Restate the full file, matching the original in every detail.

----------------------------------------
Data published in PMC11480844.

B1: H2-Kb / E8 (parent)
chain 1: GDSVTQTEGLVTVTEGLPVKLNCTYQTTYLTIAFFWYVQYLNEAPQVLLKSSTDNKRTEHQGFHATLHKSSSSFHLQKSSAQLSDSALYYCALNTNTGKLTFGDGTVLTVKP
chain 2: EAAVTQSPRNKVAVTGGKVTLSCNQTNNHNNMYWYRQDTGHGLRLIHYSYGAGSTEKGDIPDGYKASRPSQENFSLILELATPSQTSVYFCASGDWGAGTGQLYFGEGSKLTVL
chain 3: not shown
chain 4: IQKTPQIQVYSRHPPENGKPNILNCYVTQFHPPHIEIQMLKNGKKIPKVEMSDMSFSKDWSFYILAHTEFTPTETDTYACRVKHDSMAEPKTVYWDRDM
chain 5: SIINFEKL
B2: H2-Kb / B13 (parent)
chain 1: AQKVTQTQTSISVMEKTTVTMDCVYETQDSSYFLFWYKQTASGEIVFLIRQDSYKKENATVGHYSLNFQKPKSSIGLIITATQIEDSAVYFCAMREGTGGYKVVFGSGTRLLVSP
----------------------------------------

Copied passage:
Data published in PMC11480844.

B1: H2-Kb / E8 (parent)
chain 1: GDSVTQTEGLVTVTEGLPVKLNCTYQTTYLTIAFFWYVQYLNEAPQVLLKSSTDNKRTEHQGFHATLHKSSSSFHLQKSSAQLSDSALYYCALNTNTGKLTFGDGTVLTVKP
chain 2: EAAVTQSPRNKVAVTGGKVTLSCNQTNNHNNMYWYRQDTGHGLRLIHYSYGAGSTEKGDIPDGYKASRPSQENFSLILELATPSQTSVYFCASGDWGAGTGQLYFGEGSKLTVL
chain 3: not shown
chain 4: IQKTPQIQVYSRHPPENGKPNILNCYVTQFHPPHIEIQMLKNGKKIPKVEMSDMSFSKDWSFYILAHTEFTPTETDTYACRVKHDSMAEPKTVYWDRDM
chain 5: SIINFEKL
B2: H2-Kb / B13 (parent)
chain 1: AQKVTQTQTSISVMEKTTVTMDCVYETQDSSYFLFWYKQTASGEIVFLIRQDSYKKENATVGHYSLNFQKPKSSIGLIITATQIEDSAVYFCAMREGTGGYKVVFGSGTRLLVSP